Just got back after the Baruch meeting and pre-dinner afterward.
I'll be adding more to this post, but will be letting comments through now.
My take was that it was a productive meeting, with some high points. Several important issues were clarified, though I still have questions and doubts. That said, it appears that Blackstone wishes and encourages dialogue with tenants, which is a healthy and productive attitude to have. The company is extending its hand to tenants and we should meet that hand. Of course we have to be vigilant, and the future may show that Blackstone's currently-stated attitude will dissipate. I hope not, for all of our sakes.
Clearly, there are losers in this deal. Unfortunately, I think market rate tenants are not going to be happy in the coming years. Roberts tenants are probably also going to feel disappointed. And, yes, it seems as if condo tenant ownership is dead, so those who were pinning their hopes on that are going to be really disappointed. (BTW, this blog has always stated that the hope for condo conversion was in vain. I was never swayed by condo-conversion, nor by the efforts of the TA to fight for it. Several years ago someone with far more knowledge about these matters, a sort of insider who must remain anonymous, told me that this place would never go condo. He was right. And I reported his opinion here numerous times.)
The winner at this time is affordable housing. At least for 20 years. Unfortunately this affordable housing is limited to less than half of the units here. Effectively, Stuyvesant Town and Peter Copper Village have ceased to be a shining light of wide-scale affordable middle-class housing. But such housing still is not dead, though we need to review the definitions of what constitutes middle-class housing in New York to see if it is now less saved than apparent. While it is true that older RS tenants in non-renovated apartments were protected and still are protected by the regular RS laws, the units themselves were being gradually lost year by year as the older RS tenants moved out or died. This new deal secures 5000 units as affordable housing for twenty years regardless of tenant turnover. However, the question of what happens after twenty years to those units that will be newly rented still remains.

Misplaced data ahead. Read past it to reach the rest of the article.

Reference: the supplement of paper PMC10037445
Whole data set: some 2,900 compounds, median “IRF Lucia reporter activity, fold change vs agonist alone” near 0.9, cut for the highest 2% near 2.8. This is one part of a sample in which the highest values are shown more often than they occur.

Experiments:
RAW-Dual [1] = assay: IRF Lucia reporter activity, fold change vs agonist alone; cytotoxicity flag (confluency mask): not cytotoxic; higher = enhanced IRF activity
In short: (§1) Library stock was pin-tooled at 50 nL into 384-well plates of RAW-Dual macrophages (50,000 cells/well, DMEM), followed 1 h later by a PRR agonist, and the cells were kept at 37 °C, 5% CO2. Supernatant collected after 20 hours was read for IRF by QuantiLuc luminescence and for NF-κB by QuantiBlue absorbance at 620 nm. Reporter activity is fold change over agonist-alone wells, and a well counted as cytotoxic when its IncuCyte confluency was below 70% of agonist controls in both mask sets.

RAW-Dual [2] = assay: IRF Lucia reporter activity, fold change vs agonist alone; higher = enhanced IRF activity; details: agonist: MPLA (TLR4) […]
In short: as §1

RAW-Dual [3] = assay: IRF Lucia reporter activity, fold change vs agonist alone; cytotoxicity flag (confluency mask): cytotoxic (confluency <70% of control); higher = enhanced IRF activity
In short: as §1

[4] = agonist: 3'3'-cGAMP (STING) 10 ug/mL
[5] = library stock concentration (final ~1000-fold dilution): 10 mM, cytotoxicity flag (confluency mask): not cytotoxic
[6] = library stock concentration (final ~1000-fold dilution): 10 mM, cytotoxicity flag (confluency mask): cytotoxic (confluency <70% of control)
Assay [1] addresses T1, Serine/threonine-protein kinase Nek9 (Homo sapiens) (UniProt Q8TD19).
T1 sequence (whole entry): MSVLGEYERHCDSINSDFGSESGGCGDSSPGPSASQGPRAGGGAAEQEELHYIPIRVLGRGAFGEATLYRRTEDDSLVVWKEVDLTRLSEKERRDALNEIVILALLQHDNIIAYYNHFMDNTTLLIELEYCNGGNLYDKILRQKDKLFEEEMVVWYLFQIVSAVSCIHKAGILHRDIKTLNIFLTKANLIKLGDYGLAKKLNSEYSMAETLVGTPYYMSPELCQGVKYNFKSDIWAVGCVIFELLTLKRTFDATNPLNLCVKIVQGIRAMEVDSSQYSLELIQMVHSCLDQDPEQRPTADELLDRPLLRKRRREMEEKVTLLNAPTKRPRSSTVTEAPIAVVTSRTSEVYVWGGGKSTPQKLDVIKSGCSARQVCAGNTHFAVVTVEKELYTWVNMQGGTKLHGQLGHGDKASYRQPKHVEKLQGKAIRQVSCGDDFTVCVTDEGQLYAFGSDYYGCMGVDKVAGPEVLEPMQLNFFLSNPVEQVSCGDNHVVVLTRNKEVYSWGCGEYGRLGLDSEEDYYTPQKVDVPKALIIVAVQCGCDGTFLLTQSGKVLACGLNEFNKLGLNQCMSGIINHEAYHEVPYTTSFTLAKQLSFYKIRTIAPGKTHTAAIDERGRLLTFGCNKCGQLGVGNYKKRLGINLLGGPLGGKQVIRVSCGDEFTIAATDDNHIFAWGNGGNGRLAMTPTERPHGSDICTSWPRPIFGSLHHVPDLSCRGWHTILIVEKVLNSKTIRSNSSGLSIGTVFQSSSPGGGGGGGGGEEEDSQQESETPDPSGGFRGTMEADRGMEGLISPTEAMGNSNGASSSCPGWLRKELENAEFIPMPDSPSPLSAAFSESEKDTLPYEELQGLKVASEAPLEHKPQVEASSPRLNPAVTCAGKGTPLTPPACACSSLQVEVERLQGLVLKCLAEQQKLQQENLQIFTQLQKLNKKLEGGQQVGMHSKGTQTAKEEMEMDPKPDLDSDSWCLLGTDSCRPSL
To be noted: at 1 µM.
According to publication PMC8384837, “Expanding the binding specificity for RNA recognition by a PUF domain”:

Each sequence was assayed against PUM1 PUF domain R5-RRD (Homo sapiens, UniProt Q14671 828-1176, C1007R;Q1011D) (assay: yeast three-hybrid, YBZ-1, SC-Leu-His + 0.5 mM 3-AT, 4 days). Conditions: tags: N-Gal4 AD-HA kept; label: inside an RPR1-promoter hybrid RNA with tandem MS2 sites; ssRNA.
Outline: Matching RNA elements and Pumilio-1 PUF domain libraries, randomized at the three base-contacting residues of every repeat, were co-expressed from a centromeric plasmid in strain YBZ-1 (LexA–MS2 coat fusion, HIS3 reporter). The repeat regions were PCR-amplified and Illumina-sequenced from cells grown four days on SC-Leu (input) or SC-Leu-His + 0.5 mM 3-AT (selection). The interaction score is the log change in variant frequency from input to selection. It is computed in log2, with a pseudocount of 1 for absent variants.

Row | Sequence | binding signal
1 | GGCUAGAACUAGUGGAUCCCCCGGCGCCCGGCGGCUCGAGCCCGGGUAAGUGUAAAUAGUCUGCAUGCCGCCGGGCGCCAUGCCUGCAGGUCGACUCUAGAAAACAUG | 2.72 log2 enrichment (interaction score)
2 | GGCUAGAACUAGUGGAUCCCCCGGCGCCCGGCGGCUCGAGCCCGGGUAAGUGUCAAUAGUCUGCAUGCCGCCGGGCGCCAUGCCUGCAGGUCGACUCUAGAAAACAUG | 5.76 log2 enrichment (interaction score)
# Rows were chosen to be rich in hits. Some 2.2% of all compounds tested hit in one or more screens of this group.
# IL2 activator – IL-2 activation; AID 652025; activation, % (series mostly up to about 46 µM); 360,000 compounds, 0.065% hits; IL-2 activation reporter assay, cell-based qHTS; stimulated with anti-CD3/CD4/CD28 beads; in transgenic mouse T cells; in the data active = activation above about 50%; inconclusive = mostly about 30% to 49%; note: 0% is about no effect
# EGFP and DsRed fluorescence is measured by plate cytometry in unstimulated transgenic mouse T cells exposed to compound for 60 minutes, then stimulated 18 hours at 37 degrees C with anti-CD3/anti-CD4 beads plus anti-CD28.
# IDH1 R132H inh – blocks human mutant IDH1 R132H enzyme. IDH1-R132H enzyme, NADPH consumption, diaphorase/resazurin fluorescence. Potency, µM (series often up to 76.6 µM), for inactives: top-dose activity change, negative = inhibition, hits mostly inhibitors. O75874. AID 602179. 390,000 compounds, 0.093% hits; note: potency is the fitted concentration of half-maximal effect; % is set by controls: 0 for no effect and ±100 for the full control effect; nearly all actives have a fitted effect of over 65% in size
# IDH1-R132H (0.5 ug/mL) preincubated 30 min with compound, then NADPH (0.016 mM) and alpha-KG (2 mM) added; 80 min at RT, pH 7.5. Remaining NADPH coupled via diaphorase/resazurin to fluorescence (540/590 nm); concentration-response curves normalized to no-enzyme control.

Blackstone promises to examine the issues of noise, MCIs, the student population and who runs the daily managerial tasks of this complex. CompassRock seems to be on life-support with not much time to live.
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Yes, Mayor de Blasio showed up, as did Senator Schumer. During de Blasio's speech someone in the audience started to loudly voice some complaints and was eventually escorted out by two security personnel. While I'm not really a Schumer fan, I have to say his speech was perfect. He always speaks engagingly and with passion about New York and its people. A legendary politician of the old school. Sadly, he looked not that well health-wise, though it could be just age catching up to him or maybe he was just tired. I wish him well.